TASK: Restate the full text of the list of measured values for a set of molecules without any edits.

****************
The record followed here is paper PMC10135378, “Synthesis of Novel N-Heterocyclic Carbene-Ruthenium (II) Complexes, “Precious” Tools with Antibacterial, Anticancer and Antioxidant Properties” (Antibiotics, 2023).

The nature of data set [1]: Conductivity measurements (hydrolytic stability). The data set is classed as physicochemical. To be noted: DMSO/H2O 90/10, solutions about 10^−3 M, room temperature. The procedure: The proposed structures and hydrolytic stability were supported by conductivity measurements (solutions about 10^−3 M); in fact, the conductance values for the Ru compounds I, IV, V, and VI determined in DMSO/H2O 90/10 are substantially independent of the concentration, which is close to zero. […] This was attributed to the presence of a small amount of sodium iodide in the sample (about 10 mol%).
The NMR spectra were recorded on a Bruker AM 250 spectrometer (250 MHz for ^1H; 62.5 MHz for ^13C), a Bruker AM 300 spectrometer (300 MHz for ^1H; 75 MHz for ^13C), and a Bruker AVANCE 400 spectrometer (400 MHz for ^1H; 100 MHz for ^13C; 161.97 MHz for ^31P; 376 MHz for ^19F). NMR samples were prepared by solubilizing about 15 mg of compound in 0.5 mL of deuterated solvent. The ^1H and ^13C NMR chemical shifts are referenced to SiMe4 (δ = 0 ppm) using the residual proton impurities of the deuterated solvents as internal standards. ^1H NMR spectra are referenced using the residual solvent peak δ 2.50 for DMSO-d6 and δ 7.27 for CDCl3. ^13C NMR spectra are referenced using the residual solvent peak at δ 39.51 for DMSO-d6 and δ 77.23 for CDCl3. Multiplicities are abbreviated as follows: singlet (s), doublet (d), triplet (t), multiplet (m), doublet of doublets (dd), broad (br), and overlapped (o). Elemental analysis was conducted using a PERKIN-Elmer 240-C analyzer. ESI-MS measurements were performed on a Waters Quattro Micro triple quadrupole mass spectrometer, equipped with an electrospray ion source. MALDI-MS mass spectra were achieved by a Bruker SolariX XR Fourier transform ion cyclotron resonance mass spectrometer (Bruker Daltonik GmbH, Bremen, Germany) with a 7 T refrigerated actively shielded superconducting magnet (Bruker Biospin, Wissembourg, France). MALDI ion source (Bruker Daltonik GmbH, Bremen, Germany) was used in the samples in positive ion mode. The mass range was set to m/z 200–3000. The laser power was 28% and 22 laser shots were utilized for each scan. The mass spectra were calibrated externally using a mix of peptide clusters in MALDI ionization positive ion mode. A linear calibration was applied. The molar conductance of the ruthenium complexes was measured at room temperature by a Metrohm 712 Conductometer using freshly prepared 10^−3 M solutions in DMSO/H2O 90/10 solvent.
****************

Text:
The record followed here is paper PMC10135378, “Synthesis of Novel N-Heterocyclic Carbene-Ruthenium (II) Complexes, “Precious” Tools with Antibacterial, Anticancer and Antioxidant Properties” (Antibiotics, 2023).

The nature of data set [1]: Conductivity measurements (hydrolytic stability). The data set is classed as physicochemical. To be noted: DMSO/H2O 90/10, solutions about 10^−3 M, room temperature. The procedure: The proposed structures and hydrolytic stability were supported by conductivity measurements (solutions about 10^−3 M); in fact, the conductance values for the Ru compounds I, IV, V, and VI determined in DMSO/H2O 90/10 are substantially independent of the concentration, which is close to zero. […] This was attributed to the presence of a small amount of sodium iodide in the sample (about 10 mol%).
The NMR spectra were recorded on a Bruker AM 250 spectrometer (250 MHz for ^1H; 62.5 MHz for ^13C), a Bruker AM 300 spectrometer (300 MHz for ^1H; 75 MHz for ^13C), and a Bruker AVANCE 400 spectrometer (400 MHz for ^1H; 100 MHz for ^13C; 161.97 MHz for ^31P; 376 MHz for ^19F). NMR samples were prepared by solubilizing about 15 mg of compound in 0.5 mL of deuterated solvent. The ^1H and ^13C NMR chemical shifts are referenced to SiMe4 (δ = 0 ppm) using the residual proton impurities of the deuterated solvents as internal standards. ^1H NMR spectra are referenced using the residual solvent peak δ 2.50 for DMSO-d6 and δ 7.27 for CDCl3. ^13C NMR spectra are referenced using the residual solvent peak at δ 39.51 for DMSO-d6 and δ 77.23 for CDCl3. Multiplicities are abbreviated as follows: singlet (s), doublet (d), triplet (t), multiplet (m), doublet of doublets (dd), broad (br), and overlapped (o). Elemental analysis was conducted using a PERKIN-Elmer 240-C analyzer. ESI-MS measurements were performed on a Waters Quattro Micro triple quadrupole mass spectrometer, equipped with an electrospray ion source. MALDI-MS mass spectra were achieved by a Bruker SolariX XR Fourier transform ion cyclotron resonance mass spectrometer (Bruker Daltonik GmbH, Bremen, Germany) with a 7 T refrigerated actively shielded superconducting magnet (Bruker Biospin, Wissembourg, France). MALDI ion source (Bruker Daltonik GmbH, Bremen, Germany) was used in the samples in positive ion mode. The mass range was set to m/z 200–3000. The laser power was 28% and 22 laser shots were utilized for each scan. The mass spectra were calibrated externally using a mix of peptide clusters in MALDI ionization positive ion mode. A linear calibration was applied. The molar conductance of the ruthenium complexes was measured at room temperature by a Metrohm 712 Conductometer using freshly prepared 10^−3 M solutions in DMSO/H2O 90/10 solvent.